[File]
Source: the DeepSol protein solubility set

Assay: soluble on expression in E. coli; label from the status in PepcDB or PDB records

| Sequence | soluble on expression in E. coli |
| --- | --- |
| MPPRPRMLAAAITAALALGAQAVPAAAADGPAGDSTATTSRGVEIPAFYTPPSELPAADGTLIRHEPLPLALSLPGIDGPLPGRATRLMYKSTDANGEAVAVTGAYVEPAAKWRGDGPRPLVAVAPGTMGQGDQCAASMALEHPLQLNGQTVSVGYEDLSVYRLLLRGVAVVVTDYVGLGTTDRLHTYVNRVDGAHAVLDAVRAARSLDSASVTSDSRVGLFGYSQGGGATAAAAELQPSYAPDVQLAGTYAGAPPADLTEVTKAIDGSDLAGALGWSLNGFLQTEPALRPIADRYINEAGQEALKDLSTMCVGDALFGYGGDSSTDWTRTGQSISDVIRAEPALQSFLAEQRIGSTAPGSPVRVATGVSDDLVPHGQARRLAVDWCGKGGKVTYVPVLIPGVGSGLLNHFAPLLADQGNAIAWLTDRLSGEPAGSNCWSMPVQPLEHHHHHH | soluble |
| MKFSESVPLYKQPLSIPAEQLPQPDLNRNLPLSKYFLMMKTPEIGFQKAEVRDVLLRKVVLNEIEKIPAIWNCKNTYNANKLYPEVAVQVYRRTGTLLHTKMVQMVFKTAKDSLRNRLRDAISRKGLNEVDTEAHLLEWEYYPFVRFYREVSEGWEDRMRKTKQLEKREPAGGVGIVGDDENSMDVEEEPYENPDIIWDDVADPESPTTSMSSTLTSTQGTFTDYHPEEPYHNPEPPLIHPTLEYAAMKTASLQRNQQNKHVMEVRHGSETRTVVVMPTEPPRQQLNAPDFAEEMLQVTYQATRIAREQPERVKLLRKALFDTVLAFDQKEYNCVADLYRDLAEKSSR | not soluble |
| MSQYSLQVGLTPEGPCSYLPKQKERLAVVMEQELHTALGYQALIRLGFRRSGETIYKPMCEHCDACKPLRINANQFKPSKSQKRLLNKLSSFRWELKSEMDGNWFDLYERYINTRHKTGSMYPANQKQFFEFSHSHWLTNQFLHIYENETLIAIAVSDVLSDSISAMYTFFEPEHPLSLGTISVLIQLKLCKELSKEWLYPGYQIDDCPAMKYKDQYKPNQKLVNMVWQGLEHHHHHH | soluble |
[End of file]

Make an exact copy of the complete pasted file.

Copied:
Source: the DeepSol protein solubility set

Assay: soluble on expression in E. coli; label from the status in PepcDB or PDB records

| Sequence | soluble on expression in E. coli |
| --- | --- |
| MPPRPRMLAAAITAALALGAQAVPAAAADGPAGDSTATTSRGVEIPAFYTPPSELPAADGTLIRHEPLPLALSLPGIDGPLPGRATRLMYKSTDANGEAVAVTGAYVEPAAKWRGDGPRPLVAVAPGTMGQGDQCAASMALEHPLQLNGQTVSVGYEDLSVYRLLLRGVAVVVTDYVGLGTTDRLHTYVNRVDGAHAVLDAVRAARSLDSASVTSDSRVGLFGYSQGGGATAAAAELQPSYAPDVQLAGTYAGAPPADLTEVTKAIDGSDLAGALGWSLNGFLQTEPALRPIADRYINEAGQEALKDLSTMCVGDALFGYGGDSSTDWTRTGQSISDVIRAEPALQSFLAEQRIGSTAPGSPVRVATGVSDDLVPHGQARRLAVDWCGKGGKVTYVPVLIPGVGSGLLNHFAPLLADQGNAIAWLTDRLSGEPAGSNCWSMPVQPLEHHHHHH | soluble |
| MKFSESVPLYKQPLSIPAEQLPQPDLNRNLPLSKYFLMMKTPEIGFQKAEVRDVLLRKVVLNEIEKIPAIWNCKNTYNANKLYPEVAVQVYRRTGTLLHTKMVQMVFKTAKDSLRNRLRDAISRKGLNEVDTEAHLLEWEYYPFVRFYREVSEGWEDRMRKTKQLEKREPAGGVGIVGDDENSMDVEEEPYENPDIIWDDVADPESPTTSMSSTLTSTQGTFTDYHPEEPYHNPEPPLIHPTLEYAAMKTASLQRNQQNKHVMEVRHGSETRTVVVMPTEPPRQQLNAPDFAEEMLQVTYQATRIAREQPERVKLLRKALFDTVLAFDQKEYNCVADLYRDLAEKSSR | not soluble |
| MSQYSLQVGLTPEGPCSYLPKQKERLAVVMEQELHTALGYQALIRLGFRRSGETIYKPMCEHCDACKPLRINANQFKPSKSQKRLLNKLSSFRWELKSEMDGNWFDLYERYINTRHKTGSMYPANQKQFFEFSHSHWLTNQFLHIYENETLIAIAVSDVLSDSISAMYTFFEPEHPLSLGTISVLIQLKLCKELSKEWLYPGYQIDDCPAMKYKDQYKPNQKLVNMVWQGLEHHHHHH | soluble |